A Hotel Dedicated to Modern Danish Design

Although Copenhagen is home to one of the world’s first hotels celebrated for design, Arne Jacobsen’s Radisson SAS, the city has given rise to surprisingly few others. A notable exception is the Hotel Alexandra, located just a few blocks away from the SAS. Dating back to 1880, the historic building doesn’t outwardly speak of Modern design. When general manager Jeppe Mühlhausen came on board 11 years ago, he found that much of what had been in the rooms was classic 20th century furniture; he decided to maintain that ambience as he renovated the hotel’s interior from the top down.

Looking for additional vintage pieces to restore, he acquired Danish mid-century furniture by Finn Juhl, Hans Wegner, and Ole Wanscher. These Modern originals are now housed in the hotel’s superior rooms—338 (Juhl), 450 (Wegner), and 448 (Wanscher)—while Room 223 holds a mix of authentic furniture, textile reproductions, and original art by Denmark’s most legendary designer, Arne Jacobsen.

Warm public spaces are loaded with more design hits: Børge Mogensen’s masculine, restrained Earclap armchairs and sofas grace the lounge, while Juhl’s zoomorphic Pelican chairs and Poet sofa welcome guests in the lobby. Renovated in 2001, the brasserie is now filled with additional Mogensen sofas, Akademi lights by Poul Henningsen, and a sea of reproduction Kaare Klint Church chairs (so named because they were created, in 1936, for Copenhagen’s art deco Grundtvig Church).

The door to Room 338 hides what is perhaps the most noteworthy piece in the hotel’s collection: Juhl’s own bed, given to the hotel by his widow. Being able to lounge freely on classic furniture that is usually either out of one’s price range or cordoned off in a museum is novel enough, but the thought of climbing all over this one-of-a-kind piece is practically unnerving.

“He [created the bed] for himself and his wife,” says general manager Mühlhausen, “and they slept in it their whole lives.”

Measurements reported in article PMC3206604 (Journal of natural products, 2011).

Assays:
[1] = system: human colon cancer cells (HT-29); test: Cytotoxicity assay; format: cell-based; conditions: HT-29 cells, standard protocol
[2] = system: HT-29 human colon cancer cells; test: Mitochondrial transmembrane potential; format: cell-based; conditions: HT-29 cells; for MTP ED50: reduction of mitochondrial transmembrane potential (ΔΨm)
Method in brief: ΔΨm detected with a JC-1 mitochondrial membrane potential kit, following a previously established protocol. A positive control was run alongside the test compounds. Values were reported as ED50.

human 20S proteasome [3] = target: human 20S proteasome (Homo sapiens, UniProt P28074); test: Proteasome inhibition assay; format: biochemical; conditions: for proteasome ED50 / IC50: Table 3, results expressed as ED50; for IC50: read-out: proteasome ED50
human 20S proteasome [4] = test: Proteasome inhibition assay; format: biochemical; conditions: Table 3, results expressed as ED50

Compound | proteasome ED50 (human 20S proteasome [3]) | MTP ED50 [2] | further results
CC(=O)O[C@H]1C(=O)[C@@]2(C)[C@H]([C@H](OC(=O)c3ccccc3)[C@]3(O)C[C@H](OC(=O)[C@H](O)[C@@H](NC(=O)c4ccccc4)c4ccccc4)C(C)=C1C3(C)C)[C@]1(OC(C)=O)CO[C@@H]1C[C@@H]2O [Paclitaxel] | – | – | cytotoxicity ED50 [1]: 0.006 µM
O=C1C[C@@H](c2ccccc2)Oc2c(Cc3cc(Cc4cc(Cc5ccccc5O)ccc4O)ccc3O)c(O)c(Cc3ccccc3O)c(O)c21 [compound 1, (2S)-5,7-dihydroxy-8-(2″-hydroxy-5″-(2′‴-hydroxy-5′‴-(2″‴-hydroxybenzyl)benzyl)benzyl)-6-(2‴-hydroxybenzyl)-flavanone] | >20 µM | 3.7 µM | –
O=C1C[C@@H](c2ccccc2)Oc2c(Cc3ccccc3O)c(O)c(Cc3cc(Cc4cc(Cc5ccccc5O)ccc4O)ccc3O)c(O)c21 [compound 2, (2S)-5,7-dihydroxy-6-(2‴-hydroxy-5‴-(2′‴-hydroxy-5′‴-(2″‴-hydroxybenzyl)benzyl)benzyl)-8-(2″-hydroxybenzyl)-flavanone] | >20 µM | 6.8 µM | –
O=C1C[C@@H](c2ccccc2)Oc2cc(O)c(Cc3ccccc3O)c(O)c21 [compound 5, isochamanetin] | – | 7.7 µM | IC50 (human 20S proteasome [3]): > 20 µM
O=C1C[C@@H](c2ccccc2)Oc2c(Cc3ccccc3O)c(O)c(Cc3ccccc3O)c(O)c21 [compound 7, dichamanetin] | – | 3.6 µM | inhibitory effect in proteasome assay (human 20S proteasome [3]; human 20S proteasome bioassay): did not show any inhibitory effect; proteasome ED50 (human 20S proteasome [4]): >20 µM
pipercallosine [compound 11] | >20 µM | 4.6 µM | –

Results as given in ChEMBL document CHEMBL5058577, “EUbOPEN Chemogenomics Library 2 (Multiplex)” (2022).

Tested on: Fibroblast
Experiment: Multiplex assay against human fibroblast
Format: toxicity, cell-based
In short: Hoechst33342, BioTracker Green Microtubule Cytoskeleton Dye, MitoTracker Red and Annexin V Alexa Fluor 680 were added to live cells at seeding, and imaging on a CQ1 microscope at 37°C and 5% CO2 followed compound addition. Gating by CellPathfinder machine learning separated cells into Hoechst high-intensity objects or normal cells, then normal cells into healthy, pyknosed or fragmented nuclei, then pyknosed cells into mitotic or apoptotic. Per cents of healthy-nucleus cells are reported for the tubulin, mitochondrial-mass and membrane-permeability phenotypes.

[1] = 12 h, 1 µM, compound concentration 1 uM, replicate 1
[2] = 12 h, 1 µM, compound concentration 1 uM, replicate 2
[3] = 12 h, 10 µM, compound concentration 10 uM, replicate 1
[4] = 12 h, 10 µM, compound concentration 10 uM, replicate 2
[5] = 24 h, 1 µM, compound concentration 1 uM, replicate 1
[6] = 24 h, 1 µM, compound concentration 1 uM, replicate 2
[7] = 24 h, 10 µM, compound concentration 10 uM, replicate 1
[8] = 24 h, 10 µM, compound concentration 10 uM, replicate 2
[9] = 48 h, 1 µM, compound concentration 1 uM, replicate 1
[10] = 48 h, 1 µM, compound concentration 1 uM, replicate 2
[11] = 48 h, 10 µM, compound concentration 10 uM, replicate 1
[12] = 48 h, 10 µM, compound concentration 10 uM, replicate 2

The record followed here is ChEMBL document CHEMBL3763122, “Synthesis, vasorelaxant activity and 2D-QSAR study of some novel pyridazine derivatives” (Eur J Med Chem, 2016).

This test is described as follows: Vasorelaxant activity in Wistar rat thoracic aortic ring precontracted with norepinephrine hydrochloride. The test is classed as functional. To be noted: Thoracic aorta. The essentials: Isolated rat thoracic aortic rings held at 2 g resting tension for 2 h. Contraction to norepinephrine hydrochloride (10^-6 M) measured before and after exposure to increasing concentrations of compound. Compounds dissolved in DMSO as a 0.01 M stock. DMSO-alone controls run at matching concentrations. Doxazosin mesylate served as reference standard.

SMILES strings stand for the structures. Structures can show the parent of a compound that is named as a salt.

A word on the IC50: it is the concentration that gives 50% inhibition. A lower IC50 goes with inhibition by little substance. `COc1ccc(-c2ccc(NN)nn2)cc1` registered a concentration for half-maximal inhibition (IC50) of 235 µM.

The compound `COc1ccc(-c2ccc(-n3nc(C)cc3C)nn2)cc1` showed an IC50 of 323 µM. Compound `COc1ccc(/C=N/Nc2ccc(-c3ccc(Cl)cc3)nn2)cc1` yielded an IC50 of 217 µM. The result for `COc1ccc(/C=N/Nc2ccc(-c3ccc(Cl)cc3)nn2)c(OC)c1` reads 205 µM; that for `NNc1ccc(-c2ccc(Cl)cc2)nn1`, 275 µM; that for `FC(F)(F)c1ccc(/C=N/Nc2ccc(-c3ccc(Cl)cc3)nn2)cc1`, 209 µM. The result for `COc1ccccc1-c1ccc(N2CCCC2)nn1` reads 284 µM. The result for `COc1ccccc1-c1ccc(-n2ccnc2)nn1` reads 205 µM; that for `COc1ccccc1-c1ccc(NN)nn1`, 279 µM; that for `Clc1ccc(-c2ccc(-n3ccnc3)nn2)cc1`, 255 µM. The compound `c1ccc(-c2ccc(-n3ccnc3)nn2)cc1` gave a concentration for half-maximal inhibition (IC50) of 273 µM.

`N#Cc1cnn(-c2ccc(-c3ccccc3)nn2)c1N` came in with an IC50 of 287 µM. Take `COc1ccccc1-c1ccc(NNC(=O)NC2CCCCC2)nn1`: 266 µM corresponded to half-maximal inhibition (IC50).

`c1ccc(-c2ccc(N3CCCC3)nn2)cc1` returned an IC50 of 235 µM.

The Hotel aims for guests to really have a chance to experience Danish design—and learn about it, too. “The staff is trained in Danish design,” Mühlhausen says. “They take a course every year to get a basic understanding of the history behind Danish furniture.”

Hotel Alexandra reflects Danish ideology in other ways, also. Much of the food that the hotel prepares is made from organic ingredients, and the hotel itself is a member of Denmark’s Green Key program, which indicates that it employs approved sustainable practices, such as lowering its water and energy consumption, actively recycling, and using eco-friendly cleansers.

For Green Key certification, “you have to meet 57 criteria,” Mühlhausen says. “You have to divide your rubbish into seven areas and use a certified linen supplier. It’s very thorough, but once it’s implemented, it’s very easy to work with.”

Though the renovation is officially complete, Mühlhausen continues to acquire classics, most recently opening a fifth superior room in June dedicated to Børge Mogensen. And in May he found two more Wegner beds—one has been installed in Room 450, and the other is going into a new Wegner room opening in December, just in time for the candle-lit holiday the Danish especially love: Christmas.

Categories: Cities

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